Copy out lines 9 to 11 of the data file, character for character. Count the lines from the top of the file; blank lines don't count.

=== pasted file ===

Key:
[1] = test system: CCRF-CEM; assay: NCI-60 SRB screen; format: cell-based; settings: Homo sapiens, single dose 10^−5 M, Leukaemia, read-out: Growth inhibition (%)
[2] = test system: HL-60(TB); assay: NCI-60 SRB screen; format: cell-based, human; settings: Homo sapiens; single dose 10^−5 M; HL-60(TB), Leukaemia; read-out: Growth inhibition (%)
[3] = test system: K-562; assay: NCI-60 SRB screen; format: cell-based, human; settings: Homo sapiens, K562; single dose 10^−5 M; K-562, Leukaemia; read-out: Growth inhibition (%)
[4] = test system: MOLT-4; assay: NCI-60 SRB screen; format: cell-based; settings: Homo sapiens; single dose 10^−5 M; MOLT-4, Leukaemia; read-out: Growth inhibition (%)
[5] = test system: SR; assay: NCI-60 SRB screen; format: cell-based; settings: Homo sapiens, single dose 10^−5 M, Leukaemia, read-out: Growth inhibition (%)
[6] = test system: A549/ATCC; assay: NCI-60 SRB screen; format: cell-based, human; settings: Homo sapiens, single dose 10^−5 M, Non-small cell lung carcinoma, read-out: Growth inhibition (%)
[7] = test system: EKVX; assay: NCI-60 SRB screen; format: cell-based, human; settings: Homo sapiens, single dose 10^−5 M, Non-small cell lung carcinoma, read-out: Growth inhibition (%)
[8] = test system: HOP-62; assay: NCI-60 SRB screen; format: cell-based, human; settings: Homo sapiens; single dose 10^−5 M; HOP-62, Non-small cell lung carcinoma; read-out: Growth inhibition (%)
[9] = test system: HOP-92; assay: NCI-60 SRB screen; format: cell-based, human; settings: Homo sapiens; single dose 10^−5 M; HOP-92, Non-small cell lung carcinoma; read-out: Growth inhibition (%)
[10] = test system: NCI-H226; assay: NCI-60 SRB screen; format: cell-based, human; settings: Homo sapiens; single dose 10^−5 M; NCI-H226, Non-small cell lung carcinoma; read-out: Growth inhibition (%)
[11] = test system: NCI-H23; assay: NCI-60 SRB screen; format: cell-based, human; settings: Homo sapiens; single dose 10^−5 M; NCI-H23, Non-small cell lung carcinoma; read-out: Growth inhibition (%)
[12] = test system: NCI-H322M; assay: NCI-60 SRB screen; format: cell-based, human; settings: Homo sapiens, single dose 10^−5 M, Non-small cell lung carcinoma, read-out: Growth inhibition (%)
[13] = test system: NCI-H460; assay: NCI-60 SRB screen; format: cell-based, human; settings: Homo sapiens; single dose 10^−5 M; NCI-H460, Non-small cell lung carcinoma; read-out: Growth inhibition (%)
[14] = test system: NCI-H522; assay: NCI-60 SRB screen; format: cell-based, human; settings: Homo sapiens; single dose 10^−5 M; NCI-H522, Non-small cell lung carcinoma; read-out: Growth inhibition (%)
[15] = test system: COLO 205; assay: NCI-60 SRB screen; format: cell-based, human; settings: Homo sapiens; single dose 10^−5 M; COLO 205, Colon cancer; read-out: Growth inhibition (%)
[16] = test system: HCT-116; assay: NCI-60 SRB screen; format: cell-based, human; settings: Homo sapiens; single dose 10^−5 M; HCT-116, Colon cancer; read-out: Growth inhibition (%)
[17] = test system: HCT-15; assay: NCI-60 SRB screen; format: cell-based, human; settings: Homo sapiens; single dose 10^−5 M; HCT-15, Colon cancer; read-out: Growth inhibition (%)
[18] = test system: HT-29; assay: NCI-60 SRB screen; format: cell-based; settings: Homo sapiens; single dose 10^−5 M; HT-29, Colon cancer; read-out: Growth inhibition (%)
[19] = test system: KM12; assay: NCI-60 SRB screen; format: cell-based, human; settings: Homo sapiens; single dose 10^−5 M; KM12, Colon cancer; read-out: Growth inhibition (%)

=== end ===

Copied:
[8] = test system: HOP-62; assay: NCI-60 SRB screen; format: cell-based, human; settings: Homo sapiens; single dose 10^−5 M; HOP-62, Non-small cell lung carcinoma; read-out: Growth inhibition (%)
[9] = test system: HOP-92; assay: NCI-60 SRB screen; format: cell-based, human; settings: Homo sapiens; single dose 10^−5 M; HOP-92, Non-small cell lung carcinoma; read-out: Growth inhibition (%)
[10] = test system: NCI-H226; assay: NCI-60 SRB screen; format: cell-based, human; settings: Homo sapiens; single dose 10^−5 M; NCI-H226, Non-small cell lung carcinoma; read-out: Growth inhibition (%)